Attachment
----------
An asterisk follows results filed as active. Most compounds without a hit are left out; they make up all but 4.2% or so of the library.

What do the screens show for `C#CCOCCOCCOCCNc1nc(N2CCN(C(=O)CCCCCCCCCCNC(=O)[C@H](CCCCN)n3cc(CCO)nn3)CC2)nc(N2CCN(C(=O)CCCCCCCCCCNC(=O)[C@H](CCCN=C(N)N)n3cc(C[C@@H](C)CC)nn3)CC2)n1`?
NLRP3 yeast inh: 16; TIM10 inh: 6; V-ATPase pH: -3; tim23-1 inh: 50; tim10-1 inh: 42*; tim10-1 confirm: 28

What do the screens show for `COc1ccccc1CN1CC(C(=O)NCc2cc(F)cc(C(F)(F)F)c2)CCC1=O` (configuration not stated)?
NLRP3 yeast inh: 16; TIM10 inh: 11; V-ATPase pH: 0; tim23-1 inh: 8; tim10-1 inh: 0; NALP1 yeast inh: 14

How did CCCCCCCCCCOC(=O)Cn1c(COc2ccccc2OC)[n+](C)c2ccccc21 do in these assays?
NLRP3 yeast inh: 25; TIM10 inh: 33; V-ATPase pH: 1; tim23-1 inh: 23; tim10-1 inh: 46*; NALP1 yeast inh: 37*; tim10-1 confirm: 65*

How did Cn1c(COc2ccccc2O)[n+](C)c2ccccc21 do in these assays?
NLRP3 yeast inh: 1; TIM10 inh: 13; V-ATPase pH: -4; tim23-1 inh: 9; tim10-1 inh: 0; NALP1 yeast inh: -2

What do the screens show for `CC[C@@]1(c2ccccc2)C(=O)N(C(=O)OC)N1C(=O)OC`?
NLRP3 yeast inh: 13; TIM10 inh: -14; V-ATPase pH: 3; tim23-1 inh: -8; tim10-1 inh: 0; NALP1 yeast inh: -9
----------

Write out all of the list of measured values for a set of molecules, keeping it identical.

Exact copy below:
An asterisk follows results filed as active. Most compounds without a hit are left out; they make up all but 4.2% or so of the library.

What do the screens show for `C#CCOCCOCCOCCNc1nc(N2CCN(C(=O)CCCCCCCCCCNC(=O)[C@H](CCCCN)n3cc(CCO)nn3)CC2)nc(N2CCN(C(=O)CCCCCCCCCCNC(=O)[C@H](CCCN=C(N)N)n3cc(C[C@@H](C)CC)nn3)CC2)n1`?
NLRP3 yeast inh: 16; TIM10 inh: 6; V-ATPase pH: -3; tim23-1 inh: 50; tim10-1 inh: 42*; tim10-1 confirm: 28

What do the screens show for `COc1ccccc1CN1CC(C(=O)NCc2cc(F)cc(C(F)(F)F)c2)CCC1=O` (configuration not stated)?
NLRP3 yeast inh: 16; TIM10 inh: 11; V-ATPase pH: 0; tim23-1 inh: 8; tim10-1 inh: 0; NALP1 yeast inh: 14

How did CCCCCCCCCCOC(=O)Cn1c(COc2ccccc2OC)[n+](C)c2ccccc21 do in these assays?
NLRP3 yeast inh: 25; TIM10 inh: 33; V-ATPase pH: 1; tim23-1 inh: 23; tim10-1 inh: 46*; NALP1 yeast inh: 37*; tim10-1 confirm: 65*

How did Cn1c(COc2ccccc2O)[n+](C)c2ccccc21 do in these assays?
NLRP3 yeast inh: 1; TIM10 inh: 13; V-ATPase pH: -4; tim23-1 inh: 9; tim10-1 inh: 0; NALP1 yeast inh: -2

What do the screens show for `CC[C@@]1(c2ccccc2)C(=O)N(C(=O)OC)N1C(=O)OC`?
NLRP3 yeast inh: 13; TIM10 inh: -14; V-ATPase pH: 3; tim23-1 inh: -8; tim10-1 inh: 0; NALP1 yeast inh: -9